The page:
Distance each bus operated per day in pre-pandemic times: 200 km
Distance each bus operated per day now: 170 km
Schedules operated in pre-pandemic times: 6,200
Schedules operated now: 5,600
Number of daily passengers in pre-pandemic times: 35 lakh
Number of daily passengers now: 26-27 lakh
The operational efficiency of city buses operated by the Bangalore Metropolitan Transport Corporation (BMTC) has dropped significantly. The staff shortage and non-induction of new buses have impacted city bus services. In the pre-COVID-19 times, each bus operated by the corporation would cover a distance of close to 200 km per day, which has now come down to around 170 km, BMTC sources said. Increasing traffic congestion over the years and poor road conditions have also impacted services.
While the ridership has not gone back to the pre-pandemic levels, the BMTC services are also getting thinner. Presently, BMTC is running a schedule of 5,600 services which used to be 6,200 services during pre-COVID-19 times. Expectedly, the ridership is hovering around an average of 26-27 lakh passengers a day, down from an average of 35 lakh passengers per day.
A BMTC official said, “We are providing services by better utilization of existing staff. Owing to various factors, the recruitment of drivers and conductors did not happen for close to five years. In the last two years, close to 2,500 staff were retired, transferred to other corporations, or left the job. Some of them died. During peak hours, we are running the maximum number of buses possible, and during non-peak hours, we have reduced our services.”
Non induction of new buses and non-recruiting new staff goes against the interest of those relying on city buses for commuting. “Earlier, we were running buses for 14 to 16 hours daily but this has reduced. Increased operations would help in getting more ridership and help people from shifting from private mode of transport to public transport,” said the official.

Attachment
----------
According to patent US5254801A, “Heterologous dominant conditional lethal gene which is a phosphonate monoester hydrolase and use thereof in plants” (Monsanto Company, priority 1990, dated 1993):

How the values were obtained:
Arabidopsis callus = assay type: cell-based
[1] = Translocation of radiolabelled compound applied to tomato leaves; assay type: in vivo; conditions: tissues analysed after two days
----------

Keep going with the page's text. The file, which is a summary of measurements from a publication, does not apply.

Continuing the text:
‘Will hire drivers on contractual basis’
N.S. Nandiesha Reddy, chairman, BMTC, told The Hindu that due to its poor financial condition, the corporation will not go in for fresh recruitment of drivers and conductors. Instead, it is contemplating hiring drivers and conductors on a contractual basis for three to four years. “A committee of officials is studying the feasibility of hiring staff on a contractual basis. Based on their recommendation, further decisions will be taken on hiring,” he said.
Many activists have criticized the State government for not giving priority to BMTC. “BMTC provides life-line services for the city. It had given a great service by providing buses to essential service workers when the pandemic was at its peak. The State government must support the BMTC in the induction of new buses and recruitment of new staff. A fraction of the money spent on Namma Metro and Suburban Rail, if spent on the BMTC, would help in bringing big changes in the city’s transport system. Providing a robust city bus service, making it reliable and affordable would help citizens in a big way,” said Srinivas Alavilli, Head, Civic Participation, Janaagraha Centre for Citizenship and Democracy.
KSRTC facing staff crunch too
The Karnataka State Road Transport Corporation (KSRTC) too is facing a shortage of drivers. Recently, the KSRTC had taken a decision to hire retired drivers of the corporation who are fit to drive on a contractual basis. However, only around 40 drivers showed an interest in joining the KSRTC on a contractual basis.
An official of the corporation said that owing to the staff shortage, the bus fleet could not be utilized to its fullest capacity. Two years ago, the KSRTC was operating 8,200 schedules of services but now operates close to 7,200 schedules. “We are facing a shortage of 3,200 drivers and conductors. Prior to the outbreak of the pandemic, efforts were made to recruit staff but these were stalled owing to financial burden,” said an official. In the last two years, more than 1,000 bus crew of the KSRTC were retired from services.